Adopting a feminist approach to building strategic resilience can shift the outlook of potential national security threats by emphasising enhanced diplomacy and partnerships, gender-responsive aid and development, education initiatives, and sustainable poverty reduction. This means a shift at the national level towards investment in peaceful conflict prevention strategies. As benchmarked by the Canadian example, a transformative approach to gender reform would see a more worthy pursuit of gender equality. This Canadian model comprises of a Feminist International Assistance Policy; Canada’s Women, Peace and Security National Action Plan; their ‘progressive’ trade agenda; and their Defence policy.

In 2015, Sweden became the first country to formalise a Feminist Foreign Policy that entrenches gender equality and women's empowerment as a primary goal. Sweden analysed their foreign policy approaches in terms of ' gendered and intersectional impacts. The Swedish Foreign Minister, Margot Wallstrom, led its creation with the notion of fundamental human rights of women and girls being '…both an obligation within the framework of [Sweden's] international commitments, and a prerequisite for reaching Sweden's broader foreign policy goals on peace, and security, and sustainable development.' 


The Four Rs of a feminist foreign policy


Minister Wallstrom talks about the Swedish foreign policy regarding the 'Four R's' Rights, Representation, Resources, and Reality Check. We can apply these four tenets to create gender-sensitive, gender-responsive and progressive foreign policy initiatives. Australian foreign policy could overlay a gender perspective using the combined government and non-government assets in the Pacific region. Applying the 'Four R's' concept could harmonise and complement Australia's foreign policy approach, as detailed below:


Women's 'rights'

A feminist foreign policy in Australia can look beyond a single sector as a tool to manage and maintain Australia's bilateral relationships in the Pacific region. Feminist foreign policy can support meaningful and gender-responsive contributions through the gendered interrogation of the impacts of policy on women's rights and freedoms and patriarchal power dynamics and gender norms that exacerbate gender inequality.

A feminist perspective is critical in preventing the rise of religious extremism in the Pacific that continues to pose a growing threat to building and protecting women's rights and security. For example, in Papua New Guinea, the Kup Women for Peace initiative resolves local-level conflicts and maintains peace. In addition, the peace initiative informs religious and local leaders about legal avenues to address human rights breaches and The Convention on the Elimination of All Forms of Discrimination against Women (CEDAW) requirements. Also, in Papua New Guinea, The Spotlight Initiative forges partnerships between government and business leaders, women's empowerment organisations, and faith-based groups to address Sexual and Gender-Based Violence and the complex needs of disenfranchised and marginalised women and girls.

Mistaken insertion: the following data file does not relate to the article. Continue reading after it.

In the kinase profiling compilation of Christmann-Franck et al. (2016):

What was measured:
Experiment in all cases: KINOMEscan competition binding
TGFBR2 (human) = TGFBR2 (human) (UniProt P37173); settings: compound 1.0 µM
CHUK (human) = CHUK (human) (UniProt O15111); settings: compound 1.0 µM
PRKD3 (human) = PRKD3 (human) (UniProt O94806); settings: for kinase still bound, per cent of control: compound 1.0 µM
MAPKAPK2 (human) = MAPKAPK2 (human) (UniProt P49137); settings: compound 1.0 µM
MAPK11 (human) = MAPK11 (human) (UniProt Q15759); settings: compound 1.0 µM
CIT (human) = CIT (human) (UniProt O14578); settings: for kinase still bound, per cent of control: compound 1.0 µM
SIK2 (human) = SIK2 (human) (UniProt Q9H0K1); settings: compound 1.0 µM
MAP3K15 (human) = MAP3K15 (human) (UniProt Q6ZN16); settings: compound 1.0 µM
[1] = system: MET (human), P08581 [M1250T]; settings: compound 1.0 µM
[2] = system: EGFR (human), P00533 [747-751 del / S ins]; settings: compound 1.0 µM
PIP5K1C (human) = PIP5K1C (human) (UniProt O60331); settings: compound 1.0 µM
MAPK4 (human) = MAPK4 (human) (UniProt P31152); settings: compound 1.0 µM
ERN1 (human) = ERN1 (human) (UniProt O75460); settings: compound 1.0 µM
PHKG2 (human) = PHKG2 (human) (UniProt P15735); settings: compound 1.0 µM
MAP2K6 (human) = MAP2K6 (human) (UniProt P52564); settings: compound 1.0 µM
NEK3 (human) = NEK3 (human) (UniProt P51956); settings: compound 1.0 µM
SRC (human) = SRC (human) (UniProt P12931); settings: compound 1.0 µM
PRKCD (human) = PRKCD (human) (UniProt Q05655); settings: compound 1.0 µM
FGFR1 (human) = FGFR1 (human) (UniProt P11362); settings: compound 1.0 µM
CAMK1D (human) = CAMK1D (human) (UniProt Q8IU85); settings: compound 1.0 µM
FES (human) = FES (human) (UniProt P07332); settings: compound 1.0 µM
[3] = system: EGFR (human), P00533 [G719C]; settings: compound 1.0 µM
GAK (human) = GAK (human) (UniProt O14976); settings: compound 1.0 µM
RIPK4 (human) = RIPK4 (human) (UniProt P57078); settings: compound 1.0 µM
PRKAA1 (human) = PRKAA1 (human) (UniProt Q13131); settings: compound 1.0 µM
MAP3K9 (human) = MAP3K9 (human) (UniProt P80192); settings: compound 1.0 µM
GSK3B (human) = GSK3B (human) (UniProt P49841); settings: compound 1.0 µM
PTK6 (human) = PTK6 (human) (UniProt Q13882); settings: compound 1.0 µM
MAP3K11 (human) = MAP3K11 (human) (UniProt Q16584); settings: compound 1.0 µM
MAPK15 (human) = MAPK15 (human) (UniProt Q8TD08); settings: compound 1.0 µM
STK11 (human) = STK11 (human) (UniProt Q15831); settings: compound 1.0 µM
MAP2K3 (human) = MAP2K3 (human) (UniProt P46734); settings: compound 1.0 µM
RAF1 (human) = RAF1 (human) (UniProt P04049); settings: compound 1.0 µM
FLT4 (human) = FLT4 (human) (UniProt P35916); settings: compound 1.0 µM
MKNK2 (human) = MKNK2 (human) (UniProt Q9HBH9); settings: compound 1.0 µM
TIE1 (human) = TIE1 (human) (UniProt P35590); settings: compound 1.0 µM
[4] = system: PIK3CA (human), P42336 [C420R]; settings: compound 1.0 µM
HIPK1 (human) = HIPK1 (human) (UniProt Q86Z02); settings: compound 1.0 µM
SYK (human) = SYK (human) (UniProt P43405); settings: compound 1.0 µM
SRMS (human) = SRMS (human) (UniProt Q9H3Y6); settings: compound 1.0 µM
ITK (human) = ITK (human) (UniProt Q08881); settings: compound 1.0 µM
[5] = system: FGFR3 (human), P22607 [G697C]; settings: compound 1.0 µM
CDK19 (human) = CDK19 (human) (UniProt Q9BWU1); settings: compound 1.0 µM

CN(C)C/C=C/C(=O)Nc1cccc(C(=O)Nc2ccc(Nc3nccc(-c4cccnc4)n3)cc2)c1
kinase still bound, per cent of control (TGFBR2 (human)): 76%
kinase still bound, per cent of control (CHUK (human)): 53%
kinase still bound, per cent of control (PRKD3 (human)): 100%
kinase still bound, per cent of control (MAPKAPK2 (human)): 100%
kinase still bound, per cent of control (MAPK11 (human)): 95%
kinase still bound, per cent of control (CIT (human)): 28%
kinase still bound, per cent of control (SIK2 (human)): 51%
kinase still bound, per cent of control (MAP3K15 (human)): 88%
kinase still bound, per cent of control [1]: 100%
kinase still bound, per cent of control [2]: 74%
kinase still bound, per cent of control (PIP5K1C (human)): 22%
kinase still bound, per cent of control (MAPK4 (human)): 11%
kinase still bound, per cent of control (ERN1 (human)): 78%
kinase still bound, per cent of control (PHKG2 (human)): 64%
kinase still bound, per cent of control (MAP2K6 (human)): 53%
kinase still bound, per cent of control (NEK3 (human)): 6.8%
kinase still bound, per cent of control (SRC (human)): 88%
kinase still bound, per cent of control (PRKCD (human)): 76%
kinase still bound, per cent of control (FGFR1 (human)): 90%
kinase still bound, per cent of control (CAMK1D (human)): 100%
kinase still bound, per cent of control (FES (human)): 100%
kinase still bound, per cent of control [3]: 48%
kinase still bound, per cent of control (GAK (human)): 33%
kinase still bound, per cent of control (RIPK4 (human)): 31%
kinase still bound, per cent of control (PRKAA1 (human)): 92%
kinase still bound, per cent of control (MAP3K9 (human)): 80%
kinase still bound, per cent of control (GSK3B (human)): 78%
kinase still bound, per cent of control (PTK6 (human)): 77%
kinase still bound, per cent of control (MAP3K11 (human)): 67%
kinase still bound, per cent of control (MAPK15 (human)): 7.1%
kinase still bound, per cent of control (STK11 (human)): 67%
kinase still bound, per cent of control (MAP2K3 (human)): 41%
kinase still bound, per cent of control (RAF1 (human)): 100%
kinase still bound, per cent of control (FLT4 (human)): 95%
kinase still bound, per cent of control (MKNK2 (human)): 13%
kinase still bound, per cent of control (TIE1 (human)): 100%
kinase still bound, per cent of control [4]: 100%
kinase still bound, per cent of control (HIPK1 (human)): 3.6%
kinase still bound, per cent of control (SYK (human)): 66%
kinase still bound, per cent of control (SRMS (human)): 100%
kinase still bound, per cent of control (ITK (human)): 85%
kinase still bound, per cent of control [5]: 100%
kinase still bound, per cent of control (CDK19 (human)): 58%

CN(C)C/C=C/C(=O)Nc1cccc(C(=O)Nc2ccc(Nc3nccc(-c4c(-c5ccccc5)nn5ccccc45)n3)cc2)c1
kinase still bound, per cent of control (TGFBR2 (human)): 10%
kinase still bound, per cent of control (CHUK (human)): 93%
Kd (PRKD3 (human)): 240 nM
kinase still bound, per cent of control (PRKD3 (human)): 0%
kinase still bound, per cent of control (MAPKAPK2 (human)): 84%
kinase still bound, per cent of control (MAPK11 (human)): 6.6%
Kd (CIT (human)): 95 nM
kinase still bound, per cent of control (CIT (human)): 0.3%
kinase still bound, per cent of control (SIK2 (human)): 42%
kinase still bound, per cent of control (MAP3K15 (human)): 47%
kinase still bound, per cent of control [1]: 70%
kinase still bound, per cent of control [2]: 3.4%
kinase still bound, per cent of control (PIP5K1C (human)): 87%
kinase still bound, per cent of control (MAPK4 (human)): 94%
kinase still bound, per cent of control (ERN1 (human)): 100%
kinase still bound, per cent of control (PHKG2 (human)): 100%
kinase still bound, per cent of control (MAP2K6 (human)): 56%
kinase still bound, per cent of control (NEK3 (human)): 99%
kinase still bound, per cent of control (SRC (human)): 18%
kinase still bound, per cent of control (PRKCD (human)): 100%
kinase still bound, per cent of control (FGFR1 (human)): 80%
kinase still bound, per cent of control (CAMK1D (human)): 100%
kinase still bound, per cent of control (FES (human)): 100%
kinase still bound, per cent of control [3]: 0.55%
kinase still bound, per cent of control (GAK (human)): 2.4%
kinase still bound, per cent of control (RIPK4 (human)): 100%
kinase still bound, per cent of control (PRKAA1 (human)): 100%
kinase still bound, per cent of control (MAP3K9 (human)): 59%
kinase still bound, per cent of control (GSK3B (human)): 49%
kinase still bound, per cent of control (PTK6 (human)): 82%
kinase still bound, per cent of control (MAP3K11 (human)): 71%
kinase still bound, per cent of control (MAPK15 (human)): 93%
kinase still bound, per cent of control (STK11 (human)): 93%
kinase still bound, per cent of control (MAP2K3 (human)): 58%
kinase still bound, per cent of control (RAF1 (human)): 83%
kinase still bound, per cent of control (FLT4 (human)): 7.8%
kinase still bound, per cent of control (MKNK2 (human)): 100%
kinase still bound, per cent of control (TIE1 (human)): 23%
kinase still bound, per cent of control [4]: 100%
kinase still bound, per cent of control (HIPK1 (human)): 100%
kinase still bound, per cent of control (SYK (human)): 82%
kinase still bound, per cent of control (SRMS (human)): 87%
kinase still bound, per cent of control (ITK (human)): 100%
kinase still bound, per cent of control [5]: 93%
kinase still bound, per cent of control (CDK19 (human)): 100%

By supporting and leveraging similar grassroots initiatives, the Australian Government can develop an intersectional and preventative approach to women's rights and protection against religious extremism and fully understand and mitigate any adverse second-order effects of Australia's role and engagement in the Pacific. 


Women's 'representation'

Tensions exist around Australia's role in aid and social programs. For example, the imposition of limitations on the Defence Cooperation Program to military-to-military (or military-to-police) engagement in the Pacific region. However, a foreign strategy with a holistic gender equality focus – supported by Australia’s National Action Plan on Women, Peace and Security - would allow the Australian Government to shift past this limitation. As a result, Australia could ensure it is an active and responsive force in addressing threats against women's human rights defenders, women in high profile positions of influence, and those working at local-level gender equality initiatives.